Danika Mckay

2022-10-24

The probability that a one-car accident is due to faulty brakes is 0.04, the probability that a one-car accident is correctly attributed to faulty brakes is 0.82, and the probability that a one-car accident is incorrectly attributed to faulty brakes is 0.03. What is the probability that (a) a one-car accident will be attributed to faulty brakes; (b) a one-car accident attributed to faulty brakes was actually due to faulty brakes?

Is my work below correct?

My Approach:

Event A- Car accident is due to faulty break

Event B- It gets correctly attributed to faulty break

Event D- It gets incorrectly attributed to faulty break

Event C- It gets attributed to faulty breaks ; then

$P(A)=0.04$

$P(B)=0.82$

$P(D)=0.03$

$P({A}^{\prime})=0.96$

(a) I use total probability rule i.e.

$P(C)=P(A)P(B|A)+P({A}^{\prime})P(D|{A}^{\prime})$

$P(c)=(0.04)(0.82)+(0.96)(0.03)$

$P(C)=0.0328+0.0288$

$P(C)=0.0616$

(b) For this I used Bayes theorem;

$$P(A|C)=P(AnC)/P(C)=P(A)P(C|A)/P(C)\phantom{\rule{0ex}{0ex}}=(0.04)(0.82)/0.0616=0.0328/0.0616$$

$P(A|C)=0.532467532$

Is my work below correct?

My Approach:

Event A- Car accident is due to faulty break

Event B- It gets correctly attributed to faulty break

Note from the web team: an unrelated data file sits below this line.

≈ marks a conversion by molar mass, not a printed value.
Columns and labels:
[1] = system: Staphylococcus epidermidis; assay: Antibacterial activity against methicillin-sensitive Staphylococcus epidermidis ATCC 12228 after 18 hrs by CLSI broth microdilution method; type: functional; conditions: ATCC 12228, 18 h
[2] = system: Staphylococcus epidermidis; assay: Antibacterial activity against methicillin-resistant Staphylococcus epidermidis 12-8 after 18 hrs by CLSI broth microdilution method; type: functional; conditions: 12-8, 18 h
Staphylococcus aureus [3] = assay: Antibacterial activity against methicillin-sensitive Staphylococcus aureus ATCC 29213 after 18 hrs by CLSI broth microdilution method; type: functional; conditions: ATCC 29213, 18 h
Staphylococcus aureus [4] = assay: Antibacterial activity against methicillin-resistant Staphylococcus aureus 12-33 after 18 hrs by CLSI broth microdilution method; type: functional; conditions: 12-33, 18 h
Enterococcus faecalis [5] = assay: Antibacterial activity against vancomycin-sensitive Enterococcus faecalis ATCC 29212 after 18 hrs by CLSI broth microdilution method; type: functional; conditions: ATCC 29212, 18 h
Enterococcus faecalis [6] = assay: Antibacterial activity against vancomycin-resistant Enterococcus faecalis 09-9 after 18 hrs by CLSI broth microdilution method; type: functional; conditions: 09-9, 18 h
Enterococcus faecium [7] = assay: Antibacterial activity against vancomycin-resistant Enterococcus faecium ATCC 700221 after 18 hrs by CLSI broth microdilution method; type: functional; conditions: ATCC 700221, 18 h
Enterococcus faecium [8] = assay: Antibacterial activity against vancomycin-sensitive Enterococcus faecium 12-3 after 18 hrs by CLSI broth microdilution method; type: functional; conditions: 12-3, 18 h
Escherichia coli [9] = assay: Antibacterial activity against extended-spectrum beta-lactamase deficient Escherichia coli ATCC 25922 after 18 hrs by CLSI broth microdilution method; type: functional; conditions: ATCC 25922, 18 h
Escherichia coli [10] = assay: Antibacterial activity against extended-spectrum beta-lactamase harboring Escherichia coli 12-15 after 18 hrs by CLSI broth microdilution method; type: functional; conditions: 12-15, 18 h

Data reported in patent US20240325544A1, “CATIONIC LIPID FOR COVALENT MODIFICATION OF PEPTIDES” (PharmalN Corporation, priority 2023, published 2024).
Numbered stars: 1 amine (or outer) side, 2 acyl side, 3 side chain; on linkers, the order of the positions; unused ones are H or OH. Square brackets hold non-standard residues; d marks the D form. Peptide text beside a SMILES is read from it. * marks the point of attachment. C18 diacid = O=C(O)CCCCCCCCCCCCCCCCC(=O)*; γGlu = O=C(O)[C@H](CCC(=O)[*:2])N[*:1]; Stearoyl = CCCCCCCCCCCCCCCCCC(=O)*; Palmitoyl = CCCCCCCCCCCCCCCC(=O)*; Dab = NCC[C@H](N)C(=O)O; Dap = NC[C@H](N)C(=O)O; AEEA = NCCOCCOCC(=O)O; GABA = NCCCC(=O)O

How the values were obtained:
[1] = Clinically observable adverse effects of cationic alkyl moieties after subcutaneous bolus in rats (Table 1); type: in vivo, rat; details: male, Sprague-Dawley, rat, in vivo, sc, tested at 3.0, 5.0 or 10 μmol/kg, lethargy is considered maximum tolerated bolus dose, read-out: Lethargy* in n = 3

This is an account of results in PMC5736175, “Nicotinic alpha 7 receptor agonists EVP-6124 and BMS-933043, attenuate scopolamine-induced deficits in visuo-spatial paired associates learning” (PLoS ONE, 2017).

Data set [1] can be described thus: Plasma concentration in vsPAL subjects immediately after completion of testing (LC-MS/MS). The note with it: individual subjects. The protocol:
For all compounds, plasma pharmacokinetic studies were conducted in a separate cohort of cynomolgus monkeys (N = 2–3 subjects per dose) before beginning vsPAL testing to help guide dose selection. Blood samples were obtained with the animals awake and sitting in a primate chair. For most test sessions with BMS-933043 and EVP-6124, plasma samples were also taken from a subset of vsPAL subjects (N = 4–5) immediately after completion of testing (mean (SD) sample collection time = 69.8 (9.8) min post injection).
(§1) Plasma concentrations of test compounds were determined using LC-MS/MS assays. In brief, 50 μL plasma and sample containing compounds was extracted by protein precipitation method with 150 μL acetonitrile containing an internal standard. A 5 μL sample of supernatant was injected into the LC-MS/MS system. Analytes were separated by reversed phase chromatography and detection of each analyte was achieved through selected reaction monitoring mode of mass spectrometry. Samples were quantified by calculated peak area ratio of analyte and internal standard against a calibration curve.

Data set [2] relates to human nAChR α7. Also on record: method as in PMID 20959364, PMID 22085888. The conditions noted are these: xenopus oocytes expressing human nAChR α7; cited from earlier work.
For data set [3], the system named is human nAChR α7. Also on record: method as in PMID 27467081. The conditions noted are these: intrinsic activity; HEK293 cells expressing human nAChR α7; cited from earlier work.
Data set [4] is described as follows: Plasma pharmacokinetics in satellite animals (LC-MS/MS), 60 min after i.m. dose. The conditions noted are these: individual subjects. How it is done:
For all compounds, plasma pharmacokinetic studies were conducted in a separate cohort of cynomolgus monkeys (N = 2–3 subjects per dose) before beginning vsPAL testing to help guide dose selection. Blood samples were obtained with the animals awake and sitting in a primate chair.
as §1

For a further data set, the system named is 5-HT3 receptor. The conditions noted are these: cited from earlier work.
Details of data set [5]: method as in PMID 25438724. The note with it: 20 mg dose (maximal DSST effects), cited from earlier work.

Event D- It gets incorrectly attributed to faulty break

Event C- It gets attributed to faulty breaks ; then

$P(A)=0.04$

$P(B)=0.82$

$P(D)=0.03$

$P({A}^{\prime})=0.96$

(a) I use total probability rule i.e.

$P(C)=P(A)P(B|A)+P({A}^{\prime})P(D|{A}^{\prime})$

$P(c)=(0.04)(0.82)+(0.96)(0.03)$

$P(C)=0.0328+0.0288$

$P(C)=0.0616$

(b) For this I used Bayes theorem;

$$P(A|C)=P(AnC)/P(C)=P(A)P(C|A)/P(C)\phantom{\rule{0ex}{0ex}}=(0.04)(0.82)/0.0616=0.0328/0.0616$$

$P(A|C)=0.532467532$

blogpolisft

Beginner2022-10-25Added 10 answers

Step 1

There are two circumstances, "attribution to faulty brakes" and "has faulty brakes". Let's call these events A and F. Then you should write

$$\begin{array}{rl}P(F)& =0.04\\ P(A|F)& =0.82\\ P(A|{F}^{\prime})& =0.03\end{array}$$

Step 2

The things you're asked to calculate are:

(a) A one car accident will be attributed to faulty brakes

$$\begin{array}{rl}P(A)& =P(A|F)P(F)+P(A|{F}^{\prime})P({F}^{\prime})\\ & =0.82\times 0.04+0.03\times 0.96\\ & =0.0616\end{array}$$

and

(b) a one-car accident attributed to faulty brakes was actually due to faulty brakes

$$\begin{array}{rl}P(F|A)& =\frac{P(A,F)}{P(A)}\\ & =\frac{P(A|F)\times P(F)}{P(A)}\\ & =\frac{0.04\times 0.82}{0.0616}\\ & =\mathrm{0.532...}\end{array}$$

There are two circumstances, "attribution to faulty brakes" and "has faulty brakes". Let's call these events A and F. Then you should write

$$\begin{array}{rl}P(F)& =0.04\\ P(A|F)& =0.82\\ P(A|{F}^{\prime})& =0.03\end{array}$$

Step 2

The things you're asked to calculate are:

(a) A one car accident will be attributed to faulty brakes

$$\begin{array}{rl}P(A)& =P(A|F)P(F)+P(A|{F}^{\prime})P({F}^{\prime})\\ & =0.82\times 0.04+0.03\times 0.96\\ & =0.0616\end{array}$$

and

(b) a one-car accident attributed to faulty brakes was actually due to faulty brakes

$$\begin{array}{rl}P(F|A)& =\frac{P(A,F)}{P(A)}\\ & =\frac{P(A|F)\times P(F)}{P(A)}\\ & =\frac{0.04\times 0.82}{0.0616}\\ & =\mathrm{0.532...}\end{array}$$

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